MonoPrice subwoofers: How low can they go?

MonoPrice's subwoofers boast rock-bottom MSRPs and still sound pretty decent.

I've heard some surprisingly decent-sounding, dirt-cheap speakers over the years, but quality subwoofer prices bottom out around $250 . Sure, you can find deals on closeout models for less, but $250 or so has defined the lower limit of what you'd have to pay for a nice subwoofer.

The 12-inch MonoPrice subwoofer, shown without grille MonoPrice

That's what I thought, until I heard MonoPrice's 8-inch, 60-watt powered sub (model 8248). It sells for $57. Granted, for that kind of money my expectations were low, but the sub's fit and finish are respectable. The black wood cabinet measures 13.75 inches by 11.75 inches by 11.75 inches; the 8-inch woofer and a 2.75-inch sound port are located on the front baffle, covered by a black cloth grille. The rear panel hosts stereo RCA- and speaker-level inputs, volume and crossover setting controls. It sounded fine, but before we go any further, I have another MonoPrice subwoofer to tell you about. It's a 12-inch, 150-watt model, the 8249, goes for just $84!

The 8248 sub is a little thing, but the 8249 is a bigger contender; it's 17 inches by 17 inches by 16.8 inches. It's also more attractive; its curved-sided cabinet is finished in a "colonial maple wood-grain" vinyl finish. The 12-inch woofer is on the front baffle; a 3.5-inch sound port is positioned underneath the enclosure. The rear panel hosts stereo RCA and speaker-level inputs and outputs, along with volume and crossover setting controls. The 8249 feels more solidly built than the smaller sub.

I listened to both subs partnered with two sets of stereo MonoPrice speakers, the 8250 speakers ($28 per pair) and the 8251 speakers ($54 per pair). I'll review both speakers in a few days. I used a Denon AVR-1912 receiver and an Oppo BDP-93 Blu-ray player for all of my listening tests.

The smaller sub and stereo speaker combination would cost $85; the bigger sub and speakers together run $138 (plus shipping).

Starting with the smaller system the sound was lively and dynamic. The bass blend between sub and speakers was easy to achieve. On music and movies, bass definition was very good, but bass power was only fair. I think that's a reasonable trade-off; this subwoofer-speaker combination had the drive of a $300 (a pair) tower speaker. That's insanely great for just $85! Please understand, the $300 towers would sound better overall, and would certainly have a nicer-sounding tweeter, and more accurate bass response. The 8-inch subwoofer may not wow you with its floor shaking power (its bass doesn't reach below 50 Hertz), but this sub will dramatically enhance the performance of many smaller speakers.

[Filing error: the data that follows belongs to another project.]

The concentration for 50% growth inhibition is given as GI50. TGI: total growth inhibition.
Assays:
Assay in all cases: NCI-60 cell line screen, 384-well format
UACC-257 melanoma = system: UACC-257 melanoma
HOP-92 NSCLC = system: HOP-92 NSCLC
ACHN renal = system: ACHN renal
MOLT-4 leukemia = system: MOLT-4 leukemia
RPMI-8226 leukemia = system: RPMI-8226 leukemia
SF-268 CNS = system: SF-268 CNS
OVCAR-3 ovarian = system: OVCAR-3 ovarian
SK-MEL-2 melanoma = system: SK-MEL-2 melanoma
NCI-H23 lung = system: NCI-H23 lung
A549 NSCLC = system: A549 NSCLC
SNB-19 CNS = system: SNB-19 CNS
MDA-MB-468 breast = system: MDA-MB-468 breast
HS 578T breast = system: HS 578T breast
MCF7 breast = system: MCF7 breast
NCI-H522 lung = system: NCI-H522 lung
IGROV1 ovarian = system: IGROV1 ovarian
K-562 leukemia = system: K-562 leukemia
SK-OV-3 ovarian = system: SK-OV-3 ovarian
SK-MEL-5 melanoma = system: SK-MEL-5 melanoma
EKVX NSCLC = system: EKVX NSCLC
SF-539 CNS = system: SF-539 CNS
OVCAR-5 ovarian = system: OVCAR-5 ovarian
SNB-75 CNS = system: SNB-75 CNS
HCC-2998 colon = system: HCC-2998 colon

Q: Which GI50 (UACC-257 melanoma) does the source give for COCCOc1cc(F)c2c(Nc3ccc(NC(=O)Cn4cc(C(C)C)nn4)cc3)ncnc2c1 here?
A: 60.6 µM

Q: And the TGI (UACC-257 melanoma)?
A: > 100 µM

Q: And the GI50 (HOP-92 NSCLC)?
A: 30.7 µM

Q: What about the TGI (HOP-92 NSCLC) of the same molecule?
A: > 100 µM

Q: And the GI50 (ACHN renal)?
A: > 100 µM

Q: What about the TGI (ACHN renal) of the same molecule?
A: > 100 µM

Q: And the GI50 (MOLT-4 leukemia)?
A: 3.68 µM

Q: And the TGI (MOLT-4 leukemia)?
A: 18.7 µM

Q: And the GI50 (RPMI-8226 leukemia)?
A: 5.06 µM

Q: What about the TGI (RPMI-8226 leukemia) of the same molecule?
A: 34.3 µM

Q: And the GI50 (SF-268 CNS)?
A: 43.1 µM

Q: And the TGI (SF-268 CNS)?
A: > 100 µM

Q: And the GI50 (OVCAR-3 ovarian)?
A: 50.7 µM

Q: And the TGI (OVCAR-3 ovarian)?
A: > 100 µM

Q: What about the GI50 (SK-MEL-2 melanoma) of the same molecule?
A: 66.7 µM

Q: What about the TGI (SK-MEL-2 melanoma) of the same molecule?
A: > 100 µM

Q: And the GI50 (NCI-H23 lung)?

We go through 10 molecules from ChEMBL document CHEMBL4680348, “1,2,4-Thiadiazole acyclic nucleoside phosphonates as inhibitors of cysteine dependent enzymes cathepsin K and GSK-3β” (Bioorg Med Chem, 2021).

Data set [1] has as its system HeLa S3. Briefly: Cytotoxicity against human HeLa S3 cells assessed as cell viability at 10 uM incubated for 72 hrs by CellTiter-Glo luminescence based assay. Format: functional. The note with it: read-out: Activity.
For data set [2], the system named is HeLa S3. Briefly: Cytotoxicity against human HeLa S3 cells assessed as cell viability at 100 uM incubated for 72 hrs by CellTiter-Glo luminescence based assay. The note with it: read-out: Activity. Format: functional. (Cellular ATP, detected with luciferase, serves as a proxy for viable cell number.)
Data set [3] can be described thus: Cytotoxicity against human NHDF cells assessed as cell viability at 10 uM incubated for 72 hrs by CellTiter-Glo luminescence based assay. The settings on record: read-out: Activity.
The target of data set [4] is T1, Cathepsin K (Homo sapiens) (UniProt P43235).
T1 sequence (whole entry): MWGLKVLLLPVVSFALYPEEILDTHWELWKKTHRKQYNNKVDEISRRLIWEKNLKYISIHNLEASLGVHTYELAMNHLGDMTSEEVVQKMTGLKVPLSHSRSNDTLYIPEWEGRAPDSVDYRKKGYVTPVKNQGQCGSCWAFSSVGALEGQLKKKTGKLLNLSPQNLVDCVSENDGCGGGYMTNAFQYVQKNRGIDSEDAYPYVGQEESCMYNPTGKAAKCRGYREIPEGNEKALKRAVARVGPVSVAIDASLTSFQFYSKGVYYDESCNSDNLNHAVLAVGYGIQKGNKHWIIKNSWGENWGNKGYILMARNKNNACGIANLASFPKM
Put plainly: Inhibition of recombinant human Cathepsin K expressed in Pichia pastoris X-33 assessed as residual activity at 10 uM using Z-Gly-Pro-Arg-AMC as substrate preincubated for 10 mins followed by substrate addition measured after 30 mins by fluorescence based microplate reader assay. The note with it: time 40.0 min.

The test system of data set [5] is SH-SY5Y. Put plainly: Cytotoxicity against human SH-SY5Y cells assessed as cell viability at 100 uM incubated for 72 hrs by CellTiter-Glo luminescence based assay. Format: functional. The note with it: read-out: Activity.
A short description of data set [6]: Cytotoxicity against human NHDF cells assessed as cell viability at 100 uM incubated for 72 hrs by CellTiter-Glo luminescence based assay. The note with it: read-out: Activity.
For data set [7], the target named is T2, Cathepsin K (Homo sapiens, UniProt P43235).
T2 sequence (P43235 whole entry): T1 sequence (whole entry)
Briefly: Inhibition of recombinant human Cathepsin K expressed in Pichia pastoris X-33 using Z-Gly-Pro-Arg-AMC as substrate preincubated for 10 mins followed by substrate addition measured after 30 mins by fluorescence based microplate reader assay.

The 8-inch MonoPrice subwoofer.

The 12-inch sub and 8-inch speaker combination generated a lot more bass oomph, and can energize larger rooms than the smaller sub. The bigger system can also play louder without distress. But the 12-inch sub sounded sloppier than its smaller sibling. In all, I preferred the sound of the small sub/small speaker MonoPrice system, especially for music. It's a less ambitious combination, but sounds better balanced overall. But I'm not hung up on bass power; if that's what you need, the smaller sub would disappoint. The 12-inch sub would be a better choice if home theater bombast is a higher priority than music.

Then again, since MonoPrice sells direct with a 30-day money-back guarantee (there's no restocking fee if you return the system), so you can try them for yourself.

About the author

Ex-movie theater projectionist Steve Guttenberg has also worked as a high-end audio salesman, and as a record producer. Steve currently reviews audio products for CNET and works as a freelance writer for Home Theater, Inner Fidelity, Tone Audio, and Stereophile.

 

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